This is also likely the source of the idea that Athena was born directly out of Zeus' brain.

Rabbi Feldman was presumably unaware that the Pythagoreans claimed that "semen is a drop of the brain". Otherwise, he surely would not have cited it as evidence of clear scientific truth, which must have stemmed from Hashem.

So what happened here? Chazal may have relied on ruach hakodesh, or sod Hashem liyreav, or tradition, or darshening pesukim, for some few select statements. But by and large, they relied on contemporary scientific knowledge. One example is that Rav studied for eighteen months under a shepherd to become an expert in eye diseases of animals, so as to be able to pasken in terms of bechorot. (See Sanhedrin 5b.) If the shepherd happened to teach Rav an incorrect fact, this would not reflect poorly on Rav. And given the limitations of the time, it would not even necessarily reflect poorly on the shepherd.

A rationalist, particularly one who has deliberately familiarized himself with some ancient Greek science, would recognize that this is simply Chazal (or perhaps, in this case, some medieval kabbalist), basing himself on ancient Greek science.

But if one assumes that every statement from Chazal, even scientific statements, stem from Hashem, Chazal must be infallible in science. And any error is embarrassing. If so, what does one do with an "absurd" statement like this?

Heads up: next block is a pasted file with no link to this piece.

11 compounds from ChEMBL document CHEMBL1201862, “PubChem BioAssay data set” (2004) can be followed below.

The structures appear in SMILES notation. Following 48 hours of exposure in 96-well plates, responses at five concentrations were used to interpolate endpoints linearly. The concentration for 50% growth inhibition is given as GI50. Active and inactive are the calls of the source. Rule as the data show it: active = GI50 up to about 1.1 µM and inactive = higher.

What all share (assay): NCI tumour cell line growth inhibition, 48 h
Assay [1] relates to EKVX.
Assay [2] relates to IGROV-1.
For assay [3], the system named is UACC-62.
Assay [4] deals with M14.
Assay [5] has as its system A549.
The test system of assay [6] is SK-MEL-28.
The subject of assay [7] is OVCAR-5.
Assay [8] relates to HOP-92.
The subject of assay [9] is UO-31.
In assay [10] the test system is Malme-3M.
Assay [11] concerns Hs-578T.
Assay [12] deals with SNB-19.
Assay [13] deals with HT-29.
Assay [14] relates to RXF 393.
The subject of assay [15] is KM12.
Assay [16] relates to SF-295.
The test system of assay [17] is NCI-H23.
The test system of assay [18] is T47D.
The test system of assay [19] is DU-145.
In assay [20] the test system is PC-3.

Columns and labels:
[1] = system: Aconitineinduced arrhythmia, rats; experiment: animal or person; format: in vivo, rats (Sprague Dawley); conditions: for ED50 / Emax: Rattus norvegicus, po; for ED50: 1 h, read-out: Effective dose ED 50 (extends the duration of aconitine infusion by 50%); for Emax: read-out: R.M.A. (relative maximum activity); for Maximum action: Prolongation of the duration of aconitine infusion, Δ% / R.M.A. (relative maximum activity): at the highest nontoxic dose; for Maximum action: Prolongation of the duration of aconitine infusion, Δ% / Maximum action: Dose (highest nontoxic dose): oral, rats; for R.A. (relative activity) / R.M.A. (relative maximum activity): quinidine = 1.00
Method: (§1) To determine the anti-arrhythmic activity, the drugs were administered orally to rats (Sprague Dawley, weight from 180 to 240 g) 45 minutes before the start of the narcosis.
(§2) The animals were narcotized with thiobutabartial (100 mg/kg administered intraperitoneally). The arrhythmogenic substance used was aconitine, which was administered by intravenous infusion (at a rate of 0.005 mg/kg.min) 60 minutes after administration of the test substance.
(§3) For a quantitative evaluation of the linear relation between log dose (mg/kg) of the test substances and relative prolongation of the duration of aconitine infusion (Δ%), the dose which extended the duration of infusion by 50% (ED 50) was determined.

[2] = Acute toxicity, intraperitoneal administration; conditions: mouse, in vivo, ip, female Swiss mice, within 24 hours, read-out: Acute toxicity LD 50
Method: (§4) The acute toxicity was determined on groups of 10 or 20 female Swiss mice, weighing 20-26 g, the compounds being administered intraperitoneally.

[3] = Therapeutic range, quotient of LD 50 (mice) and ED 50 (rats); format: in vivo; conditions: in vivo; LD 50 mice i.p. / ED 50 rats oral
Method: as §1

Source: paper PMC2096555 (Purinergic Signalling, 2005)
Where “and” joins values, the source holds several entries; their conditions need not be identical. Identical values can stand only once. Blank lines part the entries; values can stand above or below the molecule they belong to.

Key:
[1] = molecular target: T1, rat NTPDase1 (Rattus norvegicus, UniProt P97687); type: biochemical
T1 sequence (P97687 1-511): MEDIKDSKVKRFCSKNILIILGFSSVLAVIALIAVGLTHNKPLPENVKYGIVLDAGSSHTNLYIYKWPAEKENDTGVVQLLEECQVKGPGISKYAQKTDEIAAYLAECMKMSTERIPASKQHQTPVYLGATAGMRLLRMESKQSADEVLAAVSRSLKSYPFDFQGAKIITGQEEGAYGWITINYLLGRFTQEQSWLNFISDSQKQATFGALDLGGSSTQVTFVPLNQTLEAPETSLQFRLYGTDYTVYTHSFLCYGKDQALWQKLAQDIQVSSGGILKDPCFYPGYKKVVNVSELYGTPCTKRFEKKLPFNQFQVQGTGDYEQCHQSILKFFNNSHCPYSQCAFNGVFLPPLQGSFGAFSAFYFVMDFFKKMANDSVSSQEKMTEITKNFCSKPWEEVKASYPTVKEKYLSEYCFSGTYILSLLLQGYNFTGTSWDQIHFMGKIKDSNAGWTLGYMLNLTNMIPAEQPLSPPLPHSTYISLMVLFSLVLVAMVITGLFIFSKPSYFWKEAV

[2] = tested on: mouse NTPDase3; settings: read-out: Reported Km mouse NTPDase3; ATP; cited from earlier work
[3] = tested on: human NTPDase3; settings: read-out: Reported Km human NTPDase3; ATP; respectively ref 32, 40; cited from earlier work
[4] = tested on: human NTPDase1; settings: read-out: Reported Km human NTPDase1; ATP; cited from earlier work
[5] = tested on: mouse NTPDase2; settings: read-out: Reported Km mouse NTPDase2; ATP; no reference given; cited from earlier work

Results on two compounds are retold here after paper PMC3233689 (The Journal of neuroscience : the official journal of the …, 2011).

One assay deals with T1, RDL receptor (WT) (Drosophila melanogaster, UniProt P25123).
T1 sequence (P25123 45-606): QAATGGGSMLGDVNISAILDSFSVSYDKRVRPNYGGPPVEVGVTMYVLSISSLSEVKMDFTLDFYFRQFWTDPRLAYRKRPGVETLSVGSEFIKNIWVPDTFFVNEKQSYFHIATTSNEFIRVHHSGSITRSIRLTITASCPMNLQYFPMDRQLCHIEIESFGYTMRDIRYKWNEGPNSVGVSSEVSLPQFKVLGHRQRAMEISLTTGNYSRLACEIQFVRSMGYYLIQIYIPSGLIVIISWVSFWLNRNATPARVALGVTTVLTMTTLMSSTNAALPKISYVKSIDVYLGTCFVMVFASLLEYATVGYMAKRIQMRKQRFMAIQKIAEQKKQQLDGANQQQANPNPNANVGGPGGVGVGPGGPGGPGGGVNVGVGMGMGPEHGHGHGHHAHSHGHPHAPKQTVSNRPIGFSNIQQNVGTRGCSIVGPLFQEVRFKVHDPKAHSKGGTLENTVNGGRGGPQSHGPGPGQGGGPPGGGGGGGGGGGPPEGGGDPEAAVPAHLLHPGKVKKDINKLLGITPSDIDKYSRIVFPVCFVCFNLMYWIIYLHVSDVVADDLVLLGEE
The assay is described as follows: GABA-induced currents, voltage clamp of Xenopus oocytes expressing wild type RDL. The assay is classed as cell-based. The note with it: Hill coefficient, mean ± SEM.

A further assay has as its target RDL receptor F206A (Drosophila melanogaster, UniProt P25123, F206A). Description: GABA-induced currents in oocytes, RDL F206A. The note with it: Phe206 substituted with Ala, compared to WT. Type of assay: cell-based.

There are a few possibilities. One can take a "pnimiyus" approach. And we would have to see the sources inside to see if it is applicable. Indeed, in this particular instance, it might well be, since after all, this is kabbalah, and, just as in ancient philosophy, the Intellect, the Masculine and Feminine, and impregnation have particular deep meanings.

One can instead adopt an apologetic approach, and search modern science for something, anything, which is approximately similar, and then claim that this is what Chazal surely meant. In this instance, the pituitary gland is located at base of the brain, and it secretes hormones, one of which regulates the production of semen. This is not the same as the semen itself coming from the brain, but we can simply claim that the people back then would not have understood Chazal, and so they cloaked their language. This is a kvetch, and a rather weak teretz.